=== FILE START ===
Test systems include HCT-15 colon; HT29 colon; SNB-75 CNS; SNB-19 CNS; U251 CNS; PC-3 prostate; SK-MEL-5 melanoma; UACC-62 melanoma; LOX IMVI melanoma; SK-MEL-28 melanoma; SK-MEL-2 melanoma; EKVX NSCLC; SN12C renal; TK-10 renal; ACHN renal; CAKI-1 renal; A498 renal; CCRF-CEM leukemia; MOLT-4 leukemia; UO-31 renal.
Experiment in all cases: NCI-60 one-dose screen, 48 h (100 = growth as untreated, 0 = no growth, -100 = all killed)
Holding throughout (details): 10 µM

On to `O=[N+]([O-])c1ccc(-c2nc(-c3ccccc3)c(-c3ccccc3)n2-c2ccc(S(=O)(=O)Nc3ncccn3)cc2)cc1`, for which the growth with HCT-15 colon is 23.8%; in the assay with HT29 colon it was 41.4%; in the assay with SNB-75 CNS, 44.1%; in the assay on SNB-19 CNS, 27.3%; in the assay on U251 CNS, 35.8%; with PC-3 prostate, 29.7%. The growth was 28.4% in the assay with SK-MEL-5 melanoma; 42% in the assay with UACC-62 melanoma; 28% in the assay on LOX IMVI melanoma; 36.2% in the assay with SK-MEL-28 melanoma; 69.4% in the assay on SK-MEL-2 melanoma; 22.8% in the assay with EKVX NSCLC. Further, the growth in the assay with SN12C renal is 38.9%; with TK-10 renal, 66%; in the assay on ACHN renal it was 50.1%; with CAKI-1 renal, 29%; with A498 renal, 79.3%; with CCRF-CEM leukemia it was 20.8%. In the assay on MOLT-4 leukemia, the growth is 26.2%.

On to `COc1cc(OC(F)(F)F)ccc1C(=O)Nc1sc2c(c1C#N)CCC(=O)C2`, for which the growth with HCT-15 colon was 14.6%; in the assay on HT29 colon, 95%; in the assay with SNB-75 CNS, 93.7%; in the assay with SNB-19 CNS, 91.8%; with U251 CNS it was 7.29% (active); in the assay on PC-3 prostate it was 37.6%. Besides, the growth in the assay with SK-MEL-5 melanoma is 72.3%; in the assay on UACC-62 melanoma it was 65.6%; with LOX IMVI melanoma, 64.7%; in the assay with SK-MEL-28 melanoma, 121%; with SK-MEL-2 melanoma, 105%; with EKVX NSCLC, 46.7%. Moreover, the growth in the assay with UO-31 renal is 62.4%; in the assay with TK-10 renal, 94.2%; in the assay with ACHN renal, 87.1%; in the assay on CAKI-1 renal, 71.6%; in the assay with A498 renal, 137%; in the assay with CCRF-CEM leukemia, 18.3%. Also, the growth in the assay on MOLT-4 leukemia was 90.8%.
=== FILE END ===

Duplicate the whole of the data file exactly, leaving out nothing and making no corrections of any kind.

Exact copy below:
Test systems include HCT-15 colon; HT29 colon; SNB-75 CNS; SNB-19 CNS; U251 CNS; PC-3 prostate; SK-MEL-5 melanoma; UACC-62 melanoma; LOX IMVI melanoma; SK-MEL-28 melanoma; SK-MEL-2 melanoma; EKVX NSCLC; SN12C renal; TK-10 renal; ACHN renal; CAKI-1 renal; A498 renal; CCRF-CEM leukemia; MOLT-4 leukemia; UO-31 renal.
Experiment in all cases: NCI-60 one-dose screen, 48 h (100 = growth as untreated, 0 = no growth, -100 = all killed)
Holding throughout (details): 10 µM

On to `O=[N+]([O-])c1ccc(-c2nc(-c3ccccc3)c(-c3ccccc3)n2-c2ccc(S(=O)(=O)Nc3ncccn3)cc2)cc1`, for which the growth with HCT-15 colon is 23.8%; in the assay with HT29 colon it was 41.4%; in the assay with SNB-75 CNS, 44.1%; in the assay on SNB-19 CNS, 27.3%; in the assay on U251 CNS, 35.8%; with PC-3 prostate, 29.7%. The growth was 28.4% in the assay with SK-MEL-5 melanoma; 42% in the assay with UACC-62 melanoma; 28% in the assay on LOX IMVI melanoma; 36.2% in the assay with SK-MEL-28 melanoma; 69.4% in the assay on SK-MEL-2 melanoma; 22.8% in the assay with EKVX NSCLC. Further, the growth in the assay with SN12C renal is 38.9%; with TK-10 renal, 66%; in the assay on ACHN renal it was 50.1%; with CAKI-1 renal, 29%; with A498 renal, 79.3%; with CCRF-CEM leukemia it was 20.8%. In the assay on MOLT-4 leukemia, the growth is 26.2%.

On to `COc1cc(OC(F)(F)F)ccc1C(=O)Nc1sc2c(c1C#N)CCC(=O)C2`, for which the growth with HCT-15 colon was 14.6%; in the assay on HT29 colon, 95%; in the assay with SNB-75 CNS, 93.7%; in the assay with SNB-19 CNS, 91.8%; with U251 CNS it was 7.29% (active); in the assay on PC-3 prostate it was 37.6%. Besides, the growth in the assay with SK-MEL-5 melanoma is 72.3%; in the assay on UACC-62 melanoma it was 65.6%; with LOX IMVI melanoma, 64.7%; in the assay with SK-MEL-28 melanoma, 121%; with SK-MEL-2 melanoma, 105%; with EKVX NSCLC, 46.7%. Moreover, the growth in the assay with UO-31 renal is 62.4%; in the assay with TK-10 renal, 94.2%; in the assay with ACHN renal, 87.1%; in the assay on CAKI-1 renal, 71.6%; in the assay with A498 renal, 137%; in the assay with CCRF-CEM leukemia, 18.3%. Also, the growth in the assay on MOLT-4 leukemia was 90.8%.